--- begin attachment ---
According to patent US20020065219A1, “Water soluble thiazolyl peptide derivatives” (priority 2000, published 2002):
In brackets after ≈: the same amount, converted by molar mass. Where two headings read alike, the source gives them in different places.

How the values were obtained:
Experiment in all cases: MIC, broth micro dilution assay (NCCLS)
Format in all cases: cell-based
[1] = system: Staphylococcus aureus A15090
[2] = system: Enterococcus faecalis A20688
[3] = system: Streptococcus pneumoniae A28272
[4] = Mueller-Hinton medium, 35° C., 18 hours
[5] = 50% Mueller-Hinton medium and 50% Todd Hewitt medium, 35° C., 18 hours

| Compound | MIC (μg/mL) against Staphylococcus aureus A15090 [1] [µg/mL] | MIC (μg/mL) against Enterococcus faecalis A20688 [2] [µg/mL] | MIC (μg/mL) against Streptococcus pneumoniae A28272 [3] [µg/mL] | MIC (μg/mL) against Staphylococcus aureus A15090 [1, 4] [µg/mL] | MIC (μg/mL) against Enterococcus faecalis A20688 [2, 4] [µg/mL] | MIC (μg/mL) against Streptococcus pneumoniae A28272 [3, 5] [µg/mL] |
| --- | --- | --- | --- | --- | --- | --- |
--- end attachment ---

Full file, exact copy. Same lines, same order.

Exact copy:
According to patent US20020065219A1, “Water soluble thiazolyl peptide derivatives” (priority 2000, published 2002):
In brackets after ≈: the same amount, converted by molar mass. Where two headings read alike, the source gives them in different places.

How the values were obtained:
Experiment in all cases: MIC, broth micro dilution assay (NCCLS)
Format in all cases: cell-based
[1] = system: Staphylococcus aureus A15090
[2] = system: Enterococcus faecalis A20688
[3] = system: Streptococcus pneumoniae A28272
[4] = Mueller-Hinton medium, 35° C., 18 hours
[5] = 50% Mueller-Hinton medium and 50% Todd Hewitt medium, 35° C., 18 hours

| Compound | MIC (μg/mL) against Staphylococcus aureus A15090 [1] [µg/mL] | MIC (μg/mL) against Enterococcus faecalis A20688 [2] [µg/mL] | MIC (μg/mL) against Streptococcus pneumoniae A28272 [3] [µg/mL] | MIC (μg/mL) against Staphylococcus aureus A15090 [1, 4] [µg/mL] | MIC (μg/mL) against Enterococcus faecalis A20688 [2, 4] [µg/mL] | MIC (μg/mL) against Streptococcus pneumoniae A28272 [3, 5] [µg/mL] |
| --- | --- | --- | --- | --- | --- | --- |